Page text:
COVID-19 Changed the Hospitality Industry for the Long Term

By Francine L. Shaw  

The hospitality industry has been hit hard by the COVID-19 pandemic. CRBE predicts that 2020 will be the worst year on record for hotel occupancy, due to stay-at-home orders, travel restrictions, quarantines, and consumers’ ongoing fear of contracting the highly contagious virus. To put it into perspective, Tourism Economics stated that COVID-19’s impact on the travel industry has been nine times worse than post-9/11.  

This global health pandemic has been scary, overwhelming, disruptive and financially devastating for many. But the hospitality industry is resilient and adaptable. Now, seven-plus months into the crisis, basic COVID-19 protocols—washing hands, frequent disinfecting, practicing social distancing, and wearing face masks—have become standard operating procedures. These changes will be long-term.

In addition to basic protocols, implement the following in your hotel to manage safety, mitigate risks, and reassure guests:

  • Demonstrate your commitment to safety. Many consumers remain wary about traveling and dining out due to COVID-19 concerns. Demonstrate—through words and actions—that your establishment is safe. Guests should see your employees following proper protocols: cleaning regularly, social distancing, wearing PPE, etc. Communicate regularly—through social media, signage and in-person conversations—that you’re taking every safety precaution.
  • Utilize digital tools. Track inspections, self-audits and other safety and quality measures using digital tools for a holistic view across your business—whether you have one hotel or a chain. Tech tools can provide instant, accurate data about safety and quality initiatives, allowing you to easily identify (and fix) problems before they become liabilities. Use digital tools instead of manual systems, as there are major downsides to paper records or spreadsheets; they don’t provide the same broad views, are less accurate and make it difficult (or impossible) to access and analyze information across the enterprise and drilled down by location.
  • Prioritize training. Ongoing safety training should be a top priority. Educate employees about COVID-19 protocols and other safety processes. Make safety rules non-negotiable. Take immediate corrective actions if/when employees aren’t following protocols. Provide reminders via onsite signage, e-mail, messages on employees’ smartphones, pre-shift meetings and “refresher” training sessions.
  • Emphasize cleanliness. Clean your entire facility often, concentrating on high-touch areas, including elevator buttons, doorknobs, restrooms, etc.  Clean and disinfect items—such as pens—after each guest has used them. Provide disinfecting spray in your fitness center so guests can wipe down equipment before and after use.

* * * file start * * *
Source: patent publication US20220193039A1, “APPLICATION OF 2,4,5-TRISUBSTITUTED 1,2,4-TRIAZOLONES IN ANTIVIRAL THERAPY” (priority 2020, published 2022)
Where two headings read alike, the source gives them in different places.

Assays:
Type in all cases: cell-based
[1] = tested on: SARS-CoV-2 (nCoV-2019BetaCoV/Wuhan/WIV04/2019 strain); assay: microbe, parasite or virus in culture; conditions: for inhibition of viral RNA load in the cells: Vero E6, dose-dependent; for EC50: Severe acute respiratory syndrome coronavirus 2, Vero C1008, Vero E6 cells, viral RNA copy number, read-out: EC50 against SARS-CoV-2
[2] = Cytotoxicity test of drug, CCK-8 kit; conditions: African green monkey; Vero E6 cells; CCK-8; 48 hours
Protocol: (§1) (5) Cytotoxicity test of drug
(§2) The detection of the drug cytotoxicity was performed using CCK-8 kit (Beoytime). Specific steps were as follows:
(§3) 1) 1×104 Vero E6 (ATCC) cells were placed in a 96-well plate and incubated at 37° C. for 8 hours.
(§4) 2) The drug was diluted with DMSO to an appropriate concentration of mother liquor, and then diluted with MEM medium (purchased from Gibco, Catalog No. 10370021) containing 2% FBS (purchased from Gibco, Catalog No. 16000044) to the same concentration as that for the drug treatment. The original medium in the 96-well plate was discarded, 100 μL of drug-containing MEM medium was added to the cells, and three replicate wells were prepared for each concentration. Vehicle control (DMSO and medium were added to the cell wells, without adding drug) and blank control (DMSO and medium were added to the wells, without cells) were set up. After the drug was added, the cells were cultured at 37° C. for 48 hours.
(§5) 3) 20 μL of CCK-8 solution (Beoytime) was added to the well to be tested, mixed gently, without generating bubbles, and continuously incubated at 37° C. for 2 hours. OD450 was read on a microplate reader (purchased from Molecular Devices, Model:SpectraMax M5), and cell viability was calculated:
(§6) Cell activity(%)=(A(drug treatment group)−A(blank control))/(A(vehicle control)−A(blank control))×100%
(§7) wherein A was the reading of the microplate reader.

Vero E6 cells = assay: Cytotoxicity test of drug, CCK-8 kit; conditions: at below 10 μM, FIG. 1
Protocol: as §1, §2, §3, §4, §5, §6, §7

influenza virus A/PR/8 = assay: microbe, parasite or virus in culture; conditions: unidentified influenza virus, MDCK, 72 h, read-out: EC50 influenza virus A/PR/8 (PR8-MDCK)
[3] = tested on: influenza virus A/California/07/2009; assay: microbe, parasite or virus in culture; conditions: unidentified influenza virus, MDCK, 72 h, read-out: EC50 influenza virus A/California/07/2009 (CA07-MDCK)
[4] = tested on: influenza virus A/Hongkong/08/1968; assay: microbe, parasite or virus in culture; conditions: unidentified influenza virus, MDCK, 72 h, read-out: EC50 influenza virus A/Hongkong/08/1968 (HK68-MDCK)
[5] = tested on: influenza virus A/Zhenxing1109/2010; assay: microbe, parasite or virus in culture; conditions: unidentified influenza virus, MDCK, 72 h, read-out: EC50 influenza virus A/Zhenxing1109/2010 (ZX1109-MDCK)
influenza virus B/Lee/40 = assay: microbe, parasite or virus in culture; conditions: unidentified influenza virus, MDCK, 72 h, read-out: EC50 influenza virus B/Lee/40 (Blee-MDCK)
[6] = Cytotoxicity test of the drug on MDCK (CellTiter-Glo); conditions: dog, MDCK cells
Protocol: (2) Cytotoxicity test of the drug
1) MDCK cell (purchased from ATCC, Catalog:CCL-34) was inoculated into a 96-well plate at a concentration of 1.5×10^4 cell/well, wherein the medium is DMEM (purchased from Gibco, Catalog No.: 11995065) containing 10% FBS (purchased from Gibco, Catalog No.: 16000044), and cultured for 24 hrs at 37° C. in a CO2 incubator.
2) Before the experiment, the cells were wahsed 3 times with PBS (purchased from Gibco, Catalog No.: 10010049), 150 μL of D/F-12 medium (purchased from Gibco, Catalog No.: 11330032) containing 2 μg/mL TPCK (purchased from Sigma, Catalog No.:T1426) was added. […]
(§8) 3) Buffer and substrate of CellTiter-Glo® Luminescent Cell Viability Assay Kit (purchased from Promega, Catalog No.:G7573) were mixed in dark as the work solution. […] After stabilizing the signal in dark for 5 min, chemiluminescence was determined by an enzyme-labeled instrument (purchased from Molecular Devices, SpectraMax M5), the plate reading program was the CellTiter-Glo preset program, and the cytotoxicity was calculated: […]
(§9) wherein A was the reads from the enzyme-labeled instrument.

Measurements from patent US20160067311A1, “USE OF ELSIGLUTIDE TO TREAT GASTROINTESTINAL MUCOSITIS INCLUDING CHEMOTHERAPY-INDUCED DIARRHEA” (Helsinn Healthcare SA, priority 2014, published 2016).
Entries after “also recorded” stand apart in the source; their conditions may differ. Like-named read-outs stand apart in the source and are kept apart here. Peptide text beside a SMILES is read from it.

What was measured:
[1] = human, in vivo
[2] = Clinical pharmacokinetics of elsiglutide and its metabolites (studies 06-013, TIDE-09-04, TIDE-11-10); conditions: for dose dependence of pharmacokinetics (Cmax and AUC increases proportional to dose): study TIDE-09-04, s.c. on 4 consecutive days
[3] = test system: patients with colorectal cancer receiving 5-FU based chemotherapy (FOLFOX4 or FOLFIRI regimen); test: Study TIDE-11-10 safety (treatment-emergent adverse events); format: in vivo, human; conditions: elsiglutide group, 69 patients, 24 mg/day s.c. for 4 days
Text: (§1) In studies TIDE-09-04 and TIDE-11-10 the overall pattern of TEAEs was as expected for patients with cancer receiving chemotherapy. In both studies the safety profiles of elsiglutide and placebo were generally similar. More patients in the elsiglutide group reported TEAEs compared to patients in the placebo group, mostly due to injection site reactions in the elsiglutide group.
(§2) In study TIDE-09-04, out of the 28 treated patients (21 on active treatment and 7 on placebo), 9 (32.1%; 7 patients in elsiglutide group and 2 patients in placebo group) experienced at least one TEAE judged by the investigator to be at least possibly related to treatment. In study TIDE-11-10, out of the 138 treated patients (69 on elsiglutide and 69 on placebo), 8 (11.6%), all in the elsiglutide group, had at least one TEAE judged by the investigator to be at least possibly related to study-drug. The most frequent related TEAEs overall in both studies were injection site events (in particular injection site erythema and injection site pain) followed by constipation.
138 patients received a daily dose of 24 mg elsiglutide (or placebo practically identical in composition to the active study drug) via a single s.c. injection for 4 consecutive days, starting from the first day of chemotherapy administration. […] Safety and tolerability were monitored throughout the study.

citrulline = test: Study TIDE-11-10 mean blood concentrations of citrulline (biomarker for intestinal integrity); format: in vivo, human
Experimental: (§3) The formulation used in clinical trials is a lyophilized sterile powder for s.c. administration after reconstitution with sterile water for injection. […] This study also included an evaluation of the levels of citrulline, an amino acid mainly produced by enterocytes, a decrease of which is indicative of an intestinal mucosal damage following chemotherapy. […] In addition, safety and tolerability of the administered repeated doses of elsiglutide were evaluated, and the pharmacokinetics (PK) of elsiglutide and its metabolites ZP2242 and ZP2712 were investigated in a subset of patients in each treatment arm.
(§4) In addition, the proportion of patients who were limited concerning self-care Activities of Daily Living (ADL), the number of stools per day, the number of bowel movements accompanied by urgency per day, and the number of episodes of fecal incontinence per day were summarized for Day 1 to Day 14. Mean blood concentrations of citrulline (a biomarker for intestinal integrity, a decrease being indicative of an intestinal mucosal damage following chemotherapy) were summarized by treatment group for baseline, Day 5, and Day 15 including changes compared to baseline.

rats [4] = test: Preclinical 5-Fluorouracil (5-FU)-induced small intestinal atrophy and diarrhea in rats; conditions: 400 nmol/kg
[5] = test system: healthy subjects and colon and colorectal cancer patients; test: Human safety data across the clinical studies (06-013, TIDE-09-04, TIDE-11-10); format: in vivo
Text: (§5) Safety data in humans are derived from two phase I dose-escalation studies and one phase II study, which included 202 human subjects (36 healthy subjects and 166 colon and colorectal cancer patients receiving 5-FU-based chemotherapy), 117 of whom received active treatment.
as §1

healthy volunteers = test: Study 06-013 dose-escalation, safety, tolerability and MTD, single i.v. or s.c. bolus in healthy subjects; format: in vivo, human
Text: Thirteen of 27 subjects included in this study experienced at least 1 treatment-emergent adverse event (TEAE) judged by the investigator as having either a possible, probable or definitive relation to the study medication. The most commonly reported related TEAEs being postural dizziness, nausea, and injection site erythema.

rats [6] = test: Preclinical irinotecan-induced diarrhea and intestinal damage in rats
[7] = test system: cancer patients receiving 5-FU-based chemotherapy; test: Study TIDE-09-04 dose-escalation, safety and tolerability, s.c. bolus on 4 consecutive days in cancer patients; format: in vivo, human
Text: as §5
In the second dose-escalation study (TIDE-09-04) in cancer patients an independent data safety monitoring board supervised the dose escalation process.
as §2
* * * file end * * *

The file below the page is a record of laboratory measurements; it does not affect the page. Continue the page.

• Clear the air. Change filters frequently in HVAC units and ensure the systems are properly maintained. Open doors and windows to increase airflow whenever and wherever possible. Arrange equipment (and furniture) so it is not blocking any airflow. Keep vents clean. Dirty vents are not just unsightly, but bacteria can easily accumulate in those dust bunnies.
  • Develop safer ways to serve food. Avoid displaying shared bowls of fruit in your lobby, nuts at the bar or snacks in other areas of your hotel. Don’t offer self-serve coffee where multiple people touch (and potentially contaminate) the coffee pot’s handle. Eliminate buffets at corporate events and social events, including weddings (serve pre-plated, individual meals instead).
  • Revisit your crisis plan. Update your crisis plan to identify the crisis team (person in charge, spokesperson, legal representative, etc.) and emergency personnel (e.g., police, fire, ambulance, local health department, etc.) with all contact information compiled. Include how you’d handle a COVID-19 case (or cases) at your hotel (e.g., close temporarily, conduct a deep clean of the facility, test all employees, etc.) While the specific messaging will depend on the incident, most of your plan can (and should) be created in advance of a crisis.

Now, more than seven months into the pandemic, it’s clear that COVID-19 is more than just a short-term inconvenience; it’s a long-term problem. During this frustrating, disruptive time, focus on what you can control. Prioritize safety and follow proper protocols to mitigate risks. Take actionable steps to help protect your employees, guests and business.

Francine L. Shaw is president Savvy Food Safety, Inc., and provides world-class brands with food safety education, COVID-19 response plans, collaboration on the creation of digital food safety and COVID-19 digital platforms, crisis management, consulting, HACCP writing and implementation, curriculum development, public speaking engagements and more.

This is a contributed piece to Hotel Business, authored by an industry professional. The thoughts expressed are the perspective of the bylined individual.

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